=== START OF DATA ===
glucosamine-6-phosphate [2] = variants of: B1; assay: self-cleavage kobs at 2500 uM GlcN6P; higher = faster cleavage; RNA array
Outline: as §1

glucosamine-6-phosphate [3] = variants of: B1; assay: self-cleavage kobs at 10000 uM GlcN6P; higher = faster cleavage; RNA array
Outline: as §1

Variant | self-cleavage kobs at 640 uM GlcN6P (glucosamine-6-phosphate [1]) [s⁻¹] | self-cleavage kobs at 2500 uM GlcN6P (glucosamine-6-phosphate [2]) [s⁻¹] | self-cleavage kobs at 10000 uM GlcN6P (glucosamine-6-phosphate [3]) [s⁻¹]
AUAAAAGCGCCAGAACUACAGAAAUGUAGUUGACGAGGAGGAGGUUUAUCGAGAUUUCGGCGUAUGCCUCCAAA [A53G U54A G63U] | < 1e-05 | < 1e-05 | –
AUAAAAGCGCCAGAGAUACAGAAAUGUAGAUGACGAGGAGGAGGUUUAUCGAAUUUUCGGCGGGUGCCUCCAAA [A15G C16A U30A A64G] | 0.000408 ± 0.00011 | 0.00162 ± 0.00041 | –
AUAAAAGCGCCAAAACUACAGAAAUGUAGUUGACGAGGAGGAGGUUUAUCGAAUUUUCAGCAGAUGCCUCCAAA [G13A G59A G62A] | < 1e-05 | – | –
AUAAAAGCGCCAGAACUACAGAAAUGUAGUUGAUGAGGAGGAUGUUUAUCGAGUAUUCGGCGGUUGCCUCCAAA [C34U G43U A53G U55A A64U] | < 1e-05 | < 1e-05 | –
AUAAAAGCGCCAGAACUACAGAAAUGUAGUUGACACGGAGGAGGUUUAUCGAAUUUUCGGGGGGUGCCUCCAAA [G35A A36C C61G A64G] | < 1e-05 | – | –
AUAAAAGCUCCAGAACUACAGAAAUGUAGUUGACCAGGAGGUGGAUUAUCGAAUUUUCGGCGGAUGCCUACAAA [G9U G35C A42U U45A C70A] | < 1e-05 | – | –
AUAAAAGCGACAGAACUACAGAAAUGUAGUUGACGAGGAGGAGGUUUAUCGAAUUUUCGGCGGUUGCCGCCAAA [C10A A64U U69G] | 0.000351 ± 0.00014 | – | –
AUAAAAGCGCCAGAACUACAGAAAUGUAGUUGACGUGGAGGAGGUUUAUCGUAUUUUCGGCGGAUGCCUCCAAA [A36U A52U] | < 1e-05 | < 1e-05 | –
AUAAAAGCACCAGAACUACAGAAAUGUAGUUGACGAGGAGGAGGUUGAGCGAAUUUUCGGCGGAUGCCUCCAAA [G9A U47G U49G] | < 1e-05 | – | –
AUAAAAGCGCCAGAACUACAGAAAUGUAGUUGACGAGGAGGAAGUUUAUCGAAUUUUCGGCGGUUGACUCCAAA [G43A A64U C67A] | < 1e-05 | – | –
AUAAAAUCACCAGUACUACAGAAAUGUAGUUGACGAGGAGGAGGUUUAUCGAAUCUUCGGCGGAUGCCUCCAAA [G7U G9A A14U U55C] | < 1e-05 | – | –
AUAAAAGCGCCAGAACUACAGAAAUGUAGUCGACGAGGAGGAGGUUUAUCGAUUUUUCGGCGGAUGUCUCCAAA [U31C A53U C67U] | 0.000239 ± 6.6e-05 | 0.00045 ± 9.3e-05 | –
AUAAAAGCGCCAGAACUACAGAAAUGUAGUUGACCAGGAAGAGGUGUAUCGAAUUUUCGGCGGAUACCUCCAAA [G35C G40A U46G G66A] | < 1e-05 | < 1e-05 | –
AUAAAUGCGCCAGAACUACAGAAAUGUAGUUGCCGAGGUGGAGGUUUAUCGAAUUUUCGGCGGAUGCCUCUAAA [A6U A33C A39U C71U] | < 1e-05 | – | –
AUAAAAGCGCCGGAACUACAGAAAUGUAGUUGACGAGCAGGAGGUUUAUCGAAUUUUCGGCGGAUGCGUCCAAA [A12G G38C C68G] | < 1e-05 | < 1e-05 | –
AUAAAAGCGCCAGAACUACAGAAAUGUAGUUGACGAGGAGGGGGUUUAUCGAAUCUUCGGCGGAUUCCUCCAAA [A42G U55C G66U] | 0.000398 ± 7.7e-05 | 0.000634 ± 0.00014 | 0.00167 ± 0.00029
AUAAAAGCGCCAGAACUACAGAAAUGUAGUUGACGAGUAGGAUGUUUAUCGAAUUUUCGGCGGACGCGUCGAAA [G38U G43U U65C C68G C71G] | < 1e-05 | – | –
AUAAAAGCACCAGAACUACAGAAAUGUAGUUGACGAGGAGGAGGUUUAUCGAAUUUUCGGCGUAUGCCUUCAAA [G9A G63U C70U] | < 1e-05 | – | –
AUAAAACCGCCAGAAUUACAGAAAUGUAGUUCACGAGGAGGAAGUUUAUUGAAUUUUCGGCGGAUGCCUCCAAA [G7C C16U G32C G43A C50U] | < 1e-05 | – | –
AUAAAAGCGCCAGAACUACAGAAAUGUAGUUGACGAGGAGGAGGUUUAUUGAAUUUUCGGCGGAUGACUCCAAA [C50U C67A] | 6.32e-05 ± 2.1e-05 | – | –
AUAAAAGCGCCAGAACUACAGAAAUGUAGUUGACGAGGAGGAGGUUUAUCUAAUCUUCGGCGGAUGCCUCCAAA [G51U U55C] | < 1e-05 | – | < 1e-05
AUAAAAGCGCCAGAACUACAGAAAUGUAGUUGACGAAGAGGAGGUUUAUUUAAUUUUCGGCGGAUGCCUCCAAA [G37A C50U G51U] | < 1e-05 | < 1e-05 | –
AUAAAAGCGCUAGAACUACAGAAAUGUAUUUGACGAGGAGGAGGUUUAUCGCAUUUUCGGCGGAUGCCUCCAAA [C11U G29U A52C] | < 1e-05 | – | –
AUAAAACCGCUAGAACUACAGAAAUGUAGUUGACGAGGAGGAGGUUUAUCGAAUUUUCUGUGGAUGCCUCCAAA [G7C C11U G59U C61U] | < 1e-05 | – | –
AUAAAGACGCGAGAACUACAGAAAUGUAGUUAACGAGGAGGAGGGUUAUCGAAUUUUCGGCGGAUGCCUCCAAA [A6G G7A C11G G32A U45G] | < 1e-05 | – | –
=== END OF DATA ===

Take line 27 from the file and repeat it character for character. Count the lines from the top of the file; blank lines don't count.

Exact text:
AUAAAAGCGCCAGAACUACAGAAAUGUAGUUGACGAAGAGGAGGUUUAUUUAAUUUUCGGCGGAUGCCUCCAAA [G37A C50U G51U] | < 1e-05 | < 1e-05 | –